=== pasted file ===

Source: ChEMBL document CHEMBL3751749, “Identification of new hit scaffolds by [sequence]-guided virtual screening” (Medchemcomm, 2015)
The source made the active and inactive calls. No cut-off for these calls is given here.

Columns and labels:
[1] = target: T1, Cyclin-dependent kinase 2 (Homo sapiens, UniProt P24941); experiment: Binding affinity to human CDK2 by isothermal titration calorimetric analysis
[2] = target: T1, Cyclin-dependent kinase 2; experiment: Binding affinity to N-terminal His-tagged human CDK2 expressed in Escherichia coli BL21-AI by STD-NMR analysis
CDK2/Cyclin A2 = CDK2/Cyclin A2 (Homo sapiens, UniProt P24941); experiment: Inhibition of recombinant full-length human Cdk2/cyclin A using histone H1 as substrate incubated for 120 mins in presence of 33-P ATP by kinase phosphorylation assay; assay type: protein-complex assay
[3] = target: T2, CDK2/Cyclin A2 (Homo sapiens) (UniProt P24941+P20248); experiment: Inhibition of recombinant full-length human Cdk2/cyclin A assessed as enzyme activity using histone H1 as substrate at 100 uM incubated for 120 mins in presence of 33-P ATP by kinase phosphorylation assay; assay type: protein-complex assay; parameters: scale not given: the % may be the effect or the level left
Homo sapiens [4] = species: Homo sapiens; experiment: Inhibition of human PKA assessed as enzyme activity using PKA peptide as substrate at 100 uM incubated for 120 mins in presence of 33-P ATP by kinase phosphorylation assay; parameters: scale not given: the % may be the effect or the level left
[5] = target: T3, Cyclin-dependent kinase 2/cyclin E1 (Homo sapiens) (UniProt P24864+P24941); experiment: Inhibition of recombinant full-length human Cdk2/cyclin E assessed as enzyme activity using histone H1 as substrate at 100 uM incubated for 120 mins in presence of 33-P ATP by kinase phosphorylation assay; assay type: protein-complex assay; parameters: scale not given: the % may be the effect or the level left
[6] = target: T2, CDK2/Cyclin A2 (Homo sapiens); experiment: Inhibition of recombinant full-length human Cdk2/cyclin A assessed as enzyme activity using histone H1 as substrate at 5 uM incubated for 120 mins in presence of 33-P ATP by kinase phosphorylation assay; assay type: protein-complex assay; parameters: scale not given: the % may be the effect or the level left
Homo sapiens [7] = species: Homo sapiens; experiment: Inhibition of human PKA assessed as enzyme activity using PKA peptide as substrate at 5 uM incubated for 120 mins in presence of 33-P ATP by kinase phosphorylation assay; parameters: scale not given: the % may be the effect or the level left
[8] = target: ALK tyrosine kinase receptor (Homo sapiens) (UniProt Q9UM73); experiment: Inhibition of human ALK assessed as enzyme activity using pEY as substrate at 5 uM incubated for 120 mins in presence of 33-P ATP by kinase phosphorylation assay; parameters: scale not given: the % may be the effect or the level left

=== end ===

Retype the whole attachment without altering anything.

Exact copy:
Source: ChEMBL document CHEMBL3751749, “Identification of new hit scaffolds by [sequence]-guided virtual screening” (Medchemcomm, 2015)
The source made the active and inactive calls. No cut-off for these calls is given here.

Columns and labels:
[1] = target: T1, Cyclin-dependent kinase 2 (Homo sapiens, UniProt P24941); experiment: Binding affinity to human CDK2 by isothermal titration calorimetric analysis
[2] = target: T1, Cyclin-dependent kinase 2; experiment: Binding affinity to N-terminal His-tagged human CDK2 expressed in Escherichia coli BL21-AI by STD-NMR analysis
CDK2/Cyclin A2 = CDK2/Cyclin A2 (Homo sapiens, UniProt P24941); experiment: Inhibition of recombinant full-length human Cdk2/cyclin A using histone H1 as substrate incubated for 120 mins in presence of 33-P ATP by kinase phosphorylation assay; assay type: protein-complex assay
[3] = target: T2, CDK2/Cyclin A2 (Homo sapiens) (UniProt P24941+P20248); experiment: Inhibition of recombinant full-length human Cdk2/cyclin A assessed as enzyme activity using histone H1 as substrate at 100 uM incubated for 120 mins in presence of 33-P ATP by kinase phosphorylation assay; assay type: protein-complex assay; parameters: scale not given: the % may be the effect or the level left
Homo sapiens [4] = species: Homo sapiens; experiment: Inhibition of human PKA assessed as enzyme activity using PKA peptide as substrate at 100 uM incubated for 120 mins in presence of 33-P ATP by kinase phosphorylation assay; parameters: scale not given: the % may be the effect or the level left
[5] = target: T3, Cyclin-dependent kinase 2/cyclin E1 (Homo sapiens) (UniProt P24864+P24941); experiment: Inhibition of recombinant full-length human Cdk2/cyclin E assessed as enzyme activity using histone H1 as substrate at 100 uM incubated for 120 mins in presence of 33-P ATP by kinase phosphorylation assay; assay type: protein-complex assay; parameters: scale not given: the % may be the effect or the level left
[6] = target: T2, CDK2/Cyclin A2 (Homo sapiens); experiment: Inhibition of recombinant full-length human Cdk2/cyclin A assessed as enzyme activity using histone H1 as substrate at 5 uM incubated for 120 mins in presence of 33-P ATP by kinase phosphorylation assay; assay type: protein-complex assay; parameters: scale not given: the % may be the effect or the level left
Homo sapiens [7] = species: Homo sapiens; experiment: Inhibition of human PKA assessed as enzyme activity using PKA peptide as substrate at 5 uM incubated for 120 mins in presence of 33-P ATP by kinase phosphorylation assay; parameters: scale not given: the % may be the effect or the level left
[8] = target: ALK tyrosine kinase receptor (Homo sapiens) (UniProt Q9UM73); experiment: Inhibition of human ALK assessed as enzyme activity using pEY as substrate at 5 uM incubated for 120 mins in presence of 33-P ATP by kinase phosphorylation assay; parameters: scale not given: the % may be the effect or the level left